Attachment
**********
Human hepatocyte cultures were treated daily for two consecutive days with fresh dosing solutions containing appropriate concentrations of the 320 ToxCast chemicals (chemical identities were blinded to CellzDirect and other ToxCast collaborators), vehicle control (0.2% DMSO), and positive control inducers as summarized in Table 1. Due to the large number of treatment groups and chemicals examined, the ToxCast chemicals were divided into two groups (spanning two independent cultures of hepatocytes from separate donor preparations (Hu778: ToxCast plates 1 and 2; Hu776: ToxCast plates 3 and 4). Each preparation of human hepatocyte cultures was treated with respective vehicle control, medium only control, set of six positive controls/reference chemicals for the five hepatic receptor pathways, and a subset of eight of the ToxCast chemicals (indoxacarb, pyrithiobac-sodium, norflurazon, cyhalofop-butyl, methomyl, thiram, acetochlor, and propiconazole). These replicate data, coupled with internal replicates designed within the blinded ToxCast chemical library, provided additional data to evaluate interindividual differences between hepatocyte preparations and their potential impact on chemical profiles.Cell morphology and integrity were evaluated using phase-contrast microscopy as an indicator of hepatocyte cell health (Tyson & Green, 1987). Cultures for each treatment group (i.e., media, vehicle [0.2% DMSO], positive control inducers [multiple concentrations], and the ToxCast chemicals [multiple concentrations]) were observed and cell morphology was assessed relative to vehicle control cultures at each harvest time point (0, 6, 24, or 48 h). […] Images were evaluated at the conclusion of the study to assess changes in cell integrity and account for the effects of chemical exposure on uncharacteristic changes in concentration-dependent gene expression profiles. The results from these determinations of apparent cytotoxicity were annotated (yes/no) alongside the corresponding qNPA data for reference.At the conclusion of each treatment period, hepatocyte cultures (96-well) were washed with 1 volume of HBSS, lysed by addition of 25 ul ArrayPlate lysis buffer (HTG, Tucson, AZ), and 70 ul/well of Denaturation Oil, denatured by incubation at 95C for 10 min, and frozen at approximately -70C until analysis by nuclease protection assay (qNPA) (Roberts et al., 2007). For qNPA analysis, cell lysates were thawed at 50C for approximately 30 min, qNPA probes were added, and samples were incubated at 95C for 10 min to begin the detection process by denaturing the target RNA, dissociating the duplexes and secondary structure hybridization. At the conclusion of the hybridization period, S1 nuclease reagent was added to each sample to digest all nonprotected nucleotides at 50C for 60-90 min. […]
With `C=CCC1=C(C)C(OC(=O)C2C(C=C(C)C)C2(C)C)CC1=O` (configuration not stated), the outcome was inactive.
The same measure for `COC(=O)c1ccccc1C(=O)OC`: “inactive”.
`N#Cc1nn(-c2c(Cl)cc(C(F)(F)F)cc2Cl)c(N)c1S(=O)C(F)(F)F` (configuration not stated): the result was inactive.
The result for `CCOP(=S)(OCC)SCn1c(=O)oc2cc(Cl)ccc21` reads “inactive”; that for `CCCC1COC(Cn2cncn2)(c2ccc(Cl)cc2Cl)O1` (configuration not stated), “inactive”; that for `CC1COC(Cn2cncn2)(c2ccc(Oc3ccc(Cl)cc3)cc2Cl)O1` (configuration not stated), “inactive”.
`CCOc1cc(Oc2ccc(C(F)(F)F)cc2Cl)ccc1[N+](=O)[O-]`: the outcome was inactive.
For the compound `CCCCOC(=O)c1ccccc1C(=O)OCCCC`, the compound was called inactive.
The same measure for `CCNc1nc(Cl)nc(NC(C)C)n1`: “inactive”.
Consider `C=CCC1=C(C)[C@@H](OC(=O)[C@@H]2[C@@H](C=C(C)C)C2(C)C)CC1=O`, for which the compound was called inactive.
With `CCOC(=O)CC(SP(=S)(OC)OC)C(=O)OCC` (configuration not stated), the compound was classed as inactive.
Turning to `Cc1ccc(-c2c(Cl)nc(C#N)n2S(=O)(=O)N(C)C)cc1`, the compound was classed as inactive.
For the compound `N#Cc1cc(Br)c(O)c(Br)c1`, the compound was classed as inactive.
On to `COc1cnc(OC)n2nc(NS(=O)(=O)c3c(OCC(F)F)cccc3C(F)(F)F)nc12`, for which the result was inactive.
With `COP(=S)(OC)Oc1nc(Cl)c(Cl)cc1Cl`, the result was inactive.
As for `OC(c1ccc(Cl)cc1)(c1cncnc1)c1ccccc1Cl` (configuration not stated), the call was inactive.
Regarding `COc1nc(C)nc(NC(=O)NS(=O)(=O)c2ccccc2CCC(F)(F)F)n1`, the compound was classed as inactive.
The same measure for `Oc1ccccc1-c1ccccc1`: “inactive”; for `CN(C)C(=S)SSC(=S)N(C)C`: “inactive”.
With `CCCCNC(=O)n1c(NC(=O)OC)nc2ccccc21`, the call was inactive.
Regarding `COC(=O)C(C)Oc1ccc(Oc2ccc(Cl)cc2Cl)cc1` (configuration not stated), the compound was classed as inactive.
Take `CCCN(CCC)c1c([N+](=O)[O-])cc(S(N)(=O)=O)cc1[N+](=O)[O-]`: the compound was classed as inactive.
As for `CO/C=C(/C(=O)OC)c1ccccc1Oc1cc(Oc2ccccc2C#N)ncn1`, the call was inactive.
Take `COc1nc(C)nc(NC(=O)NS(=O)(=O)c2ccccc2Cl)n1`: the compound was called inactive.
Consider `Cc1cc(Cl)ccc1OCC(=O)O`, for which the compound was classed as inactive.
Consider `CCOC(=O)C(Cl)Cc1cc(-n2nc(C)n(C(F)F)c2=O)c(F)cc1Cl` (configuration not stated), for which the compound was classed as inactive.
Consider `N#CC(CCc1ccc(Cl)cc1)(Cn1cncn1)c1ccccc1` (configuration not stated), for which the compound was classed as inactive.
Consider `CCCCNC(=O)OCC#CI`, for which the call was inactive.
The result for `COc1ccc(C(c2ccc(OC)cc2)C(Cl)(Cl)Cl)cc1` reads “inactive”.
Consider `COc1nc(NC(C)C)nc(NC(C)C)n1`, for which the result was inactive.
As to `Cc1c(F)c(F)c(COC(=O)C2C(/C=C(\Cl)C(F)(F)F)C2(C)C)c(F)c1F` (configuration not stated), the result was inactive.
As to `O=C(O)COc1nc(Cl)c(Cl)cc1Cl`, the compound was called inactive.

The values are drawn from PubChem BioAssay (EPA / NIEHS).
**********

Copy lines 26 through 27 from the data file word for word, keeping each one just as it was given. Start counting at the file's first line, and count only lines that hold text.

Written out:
Consider `CCCCNC(=O)OCC#CI`, for which the call was inactive.
The result for `COc1ccc(C(c2ccc(OC)cc2)C(Cl)(Cl)Cl)cc1` reads “inactive”.